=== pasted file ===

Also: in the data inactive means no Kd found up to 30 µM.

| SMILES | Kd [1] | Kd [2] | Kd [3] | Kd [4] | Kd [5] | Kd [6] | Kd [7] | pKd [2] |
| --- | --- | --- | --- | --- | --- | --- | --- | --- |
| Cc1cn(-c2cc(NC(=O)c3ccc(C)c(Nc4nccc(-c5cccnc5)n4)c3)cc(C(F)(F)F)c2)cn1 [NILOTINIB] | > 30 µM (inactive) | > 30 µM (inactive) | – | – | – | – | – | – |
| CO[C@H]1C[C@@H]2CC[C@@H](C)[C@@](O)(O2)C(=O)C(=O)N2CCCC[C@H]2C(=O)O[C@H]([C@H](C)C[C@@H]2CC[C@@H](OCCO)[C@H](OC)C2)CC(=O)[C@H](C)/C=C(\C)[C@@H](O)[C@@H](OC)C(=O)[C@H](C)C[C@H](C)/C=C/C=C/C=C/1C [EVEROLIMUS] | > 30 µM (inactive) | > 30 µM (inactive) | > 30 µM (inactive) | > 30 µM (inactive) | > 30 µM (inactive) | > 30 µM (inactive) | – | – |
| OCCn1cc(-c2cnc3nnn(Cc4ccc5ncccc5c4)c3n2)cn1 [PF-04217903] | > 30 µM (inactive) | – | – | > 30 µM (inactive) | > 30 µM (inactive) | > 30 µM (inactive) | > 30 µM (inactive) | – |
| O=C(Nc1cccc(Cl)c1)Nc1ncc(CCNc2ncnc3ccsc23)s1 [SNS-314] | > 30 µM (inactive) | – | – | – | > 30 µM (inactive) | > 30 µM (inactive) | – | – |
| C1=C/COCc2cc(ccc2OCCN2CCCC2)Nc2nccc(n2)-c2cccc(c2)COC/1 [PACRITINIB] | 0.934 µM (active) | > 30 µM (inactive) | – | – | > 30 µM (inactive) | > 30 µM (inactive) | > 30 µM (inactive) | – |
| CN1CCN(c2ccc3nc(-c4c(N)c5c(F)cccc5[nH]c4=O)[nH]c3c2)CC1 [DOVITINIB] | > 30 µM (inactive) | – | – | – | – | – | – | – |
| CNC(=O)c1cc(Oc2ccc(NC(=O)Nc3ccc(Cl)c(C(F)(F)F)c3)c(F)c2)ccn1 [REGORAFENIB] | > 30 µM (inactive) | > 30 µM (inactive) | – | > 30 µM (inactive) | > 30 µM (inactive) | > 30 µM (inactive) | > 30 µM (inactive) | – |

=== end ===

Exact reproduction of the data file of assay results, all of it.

Also: in the data inactive means no Kd found up to 30 µM.

| SMILES | Kd [1] | Kd [2] | Kd [3] | Kd [4] | Kd [5] | Kd [6] | Kd [7] | pKd [2] |
| --- | --- | --- | --- | --- | --- | --- | --- | --- |
| Cc1cn(-c2cc(NC(=O)c3ccc(C)c(Nc4nccc(-c5cccnc5)n4)c3)cc(C(F)(F)F)c2)cn1 [NILOTINIB] | > 30 µM (inactive) | > 30 µM (inactive) | – | – | – | – | – | – |
| CO[C@H]1C[C@@H]2CC[C@@H](C)[C@@](O)(O2)C(=O)C(=O)N2CCCC[C@H]2C(=O)O[C@H]([C@H](C)C[C@@H]2CC[C@@H](OCCO)[C@H](OC)C2)CC(=O)[C@H](C)/C=C(\C)[C@@H](O)[C@@H](OC)C(=O)[C@H](C)C[C@H](C)/C=C/C=C/C=C/1C [EVEROLIMUS] | > 30 µM (inactive) | > 30 µM (inactive) | > 30 µM (inactive) | > 30 µM (inactive) | > 30 µM (inactive) | > 30 µM (inactive) | – | – |
| OCCn1cc(-c2cnc3nnn(Cc4ccc5ncccc5c4)c3n2)cn1 [PF-04217903] | > 30 µM (inactive) | – | – | > 30 µM (inactive) | > 30 µM (inactive) | > 30 µM (inactive) | > 30 µM (inactive) | – |
| O=C(Nc1cccc(Cl)c1)Nc1ncc(CCNc2ncnc3ccsc23)s1 [SNS-314] | > 30 µM (inactive) | – | – | – | > 30 µM (inactive) | > 30 µM (inactive) | – | – |
| C1=C/COCc2cc(ccc2OCCN2CCCC2)Nc2nccc(n2)-c2cccc(c2)COC/1 [PACRITINIB] | 0.934 µM (active) | > 30 µM (inactive) | – | – | > 30 µM (inactive) | > 30 µM (inactive) | > 30 µM (inactive) | – |
| CN1CCN(c2ccc3nc(-c4c(N)c5c(F)cccc5[nH]c4=O)[nH]c3c2)CC1 [DOVITINIB] | > 30 µM (inactive) | – | – | – | – | – | – | – |
| CNC(=O)c1cc(Oc2ccc(NC(=O)Nc3ccc(Cl)c(C(F)(F)F)c3)c(F)c2)ccn1 [REGORAFENIB] | > 30 µM (inactive) | > 30 µM (inactive) | – | > 30 µM (inactive) | > 30 µM (inactive) | > 30 µM (inactive) | > 30 µM (inactive) | – |